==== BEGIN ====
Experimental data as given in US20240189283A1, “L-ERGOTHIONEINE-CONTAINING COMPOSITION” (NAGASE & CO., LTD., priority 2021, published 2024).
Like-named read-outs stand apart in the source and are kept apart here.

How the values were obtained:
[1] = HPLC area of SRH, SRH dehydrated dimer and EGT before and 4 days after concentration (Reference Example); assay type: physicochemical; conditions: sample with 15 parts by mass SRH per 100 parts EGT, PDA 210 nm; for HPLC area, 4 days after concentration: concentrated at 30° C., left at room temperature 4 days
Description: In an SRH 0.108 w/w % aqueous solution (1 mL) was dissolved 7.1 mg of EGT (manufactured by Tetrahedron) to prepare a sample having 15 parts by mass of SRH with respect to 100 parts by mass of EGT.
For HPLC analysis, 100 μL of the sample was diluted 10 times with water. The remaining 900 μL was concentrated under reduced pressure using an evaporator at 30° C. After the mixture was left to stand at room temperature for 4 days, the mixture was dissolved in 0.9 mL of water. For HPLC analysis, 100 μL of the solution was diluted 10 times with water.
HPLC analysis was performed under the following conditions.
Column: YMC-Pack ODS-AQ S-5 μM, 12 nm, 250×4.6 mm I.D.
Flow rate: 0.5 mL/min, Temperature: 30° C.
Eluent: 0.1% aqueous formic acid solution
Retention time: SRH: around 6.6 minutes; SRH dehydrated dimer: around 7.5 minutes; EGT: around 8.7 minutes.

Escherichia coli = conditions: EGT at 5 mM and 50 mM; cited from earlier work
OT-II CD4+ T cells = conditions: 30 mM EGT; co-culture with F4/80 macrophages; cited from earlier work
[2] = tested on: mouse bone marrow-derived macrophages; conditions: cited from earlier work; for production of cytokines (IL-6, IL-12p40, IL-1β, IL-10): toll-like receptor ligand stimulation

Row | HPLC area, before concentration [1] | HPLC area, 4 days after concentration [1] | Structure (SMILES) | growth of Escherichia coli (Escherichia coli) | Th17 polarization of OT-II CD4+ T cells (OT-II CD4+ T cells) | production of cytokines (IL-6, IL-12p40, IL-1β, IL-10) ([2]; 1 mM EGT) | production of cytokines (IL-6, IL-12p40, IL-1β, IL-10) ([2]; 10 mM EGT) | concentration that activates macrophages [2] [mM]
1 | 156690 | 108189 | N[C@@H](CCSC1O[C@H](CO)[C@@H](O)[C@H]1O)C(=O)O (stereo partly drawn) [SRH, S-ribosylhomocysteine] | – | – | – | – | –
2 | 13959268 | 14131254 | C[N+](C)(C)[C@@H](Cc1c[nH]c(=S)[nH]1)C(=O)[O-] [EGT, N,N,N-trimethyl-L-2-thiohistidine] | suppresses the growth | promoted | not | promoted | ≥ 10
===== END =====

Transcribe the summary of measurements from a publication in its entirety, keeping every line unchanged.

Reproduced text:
Experimental data as given in US20240189283A1, “L-ERGOTHIONEINE-CONTAINING COMPOSITION” (NAGASE & CO., LTD., priority 2021, published 2024).
Like-named read-outs stand apart in the source and are kept apart here.

How the values were obtained:
[1] = HPLC area of SRH, SRH dehydrated dimer and EGT before and 4 days after concentration (Reference Example); assay type: physicochemical; conditions: sample with 15 parts by mass SRH per 100 parts EGT, PDA 210 nm; for HPLC area, 4 days after concentration: concentrated at 30° C., left at room temperature 4 days
Description: In an SRH 0.108 w/w % aqueous solution (1 mL) was dissolved 7.1 mg of EGT (manufactured by Tetrahedron) to prepare a sample having 15 parts by mass of SRH with respect to 100 parts by mass of EGT.
For HPLC analysis, 100 μL of the sample was diluted 10 times with water. The remaining 900 μL was concentrated under reduced pressure using an evaporator at 30° C. After the mixture was left to stand at room temperature for 4 days, the mixture was dissolved in 0.9 mL of water. For HPLC analysis, 100 μL of the solution was diluted 10 times with water.
HPLC analysis was performed under the following conditions.
Column: YMC-Pack ODS-AQ S-5 μM, 12 nm, 250×4.6 mm I.D.
Flow rate: 0.5 mL/min, Temperature: 30° C.
Eluent: 0.1% aqueous formic acid solution
Retention time: SRH: around 6.6 minutes; SRH dehydrated dimer: around 7.5 minutes; EGT: around 8.7 minutes.

Escherichia coli = conditions: EGT at 5 mM and 50 mM; cited from earlier work
OT-II CD4+ T cells = conditions: 30 mM EGT; co-culture with F4/80 macrophages; cited from earlier work
[2] = tested on: mouse bone marrow-derived macrophages; conditions: cited from earlier work; for production of cytokines (IL-6, IL-12p40, IL-1β, IL-10): toll-like receptor ligand stimulation

Row | HPLC area, before concentration [1] | HPLC area, 4 days after concentration [1] | Structure (SMILES) | growth of Escherichia coli (Escherichia coli) | Th17 polarization of OT-II CD4+ T cells (OT-II CD4+ T cells) | production of cytokines (IL-6, IL-12p40, IL-1β, IL-10) ([2]; 1 mM EGT) | production of cytokines (IL-6, IL-12p40, IL-1β, IL-10) ([2]; 10 mM EGT) | concentration that activates macrophages [2] [mM]
1 | 156690 | 108189 | N[C@@H](CCSC1O[C@H](CO)[C@@H](O)[C@H]1O)C(=O)O (stereo partly drawn) [SRH, S-ribosylhomocysteine] | – | – | – | – | –
2 | 13959268 | 14131254 | C[N+](C)(C)[C@@H](Cc1c[nH]c(=S)[nH]1)C(=O)[O-] [EGT, N,N,N-trimethyl-L-2-thiohistidine] | suppresses the growth | promoted | not | promoted | ≥ 10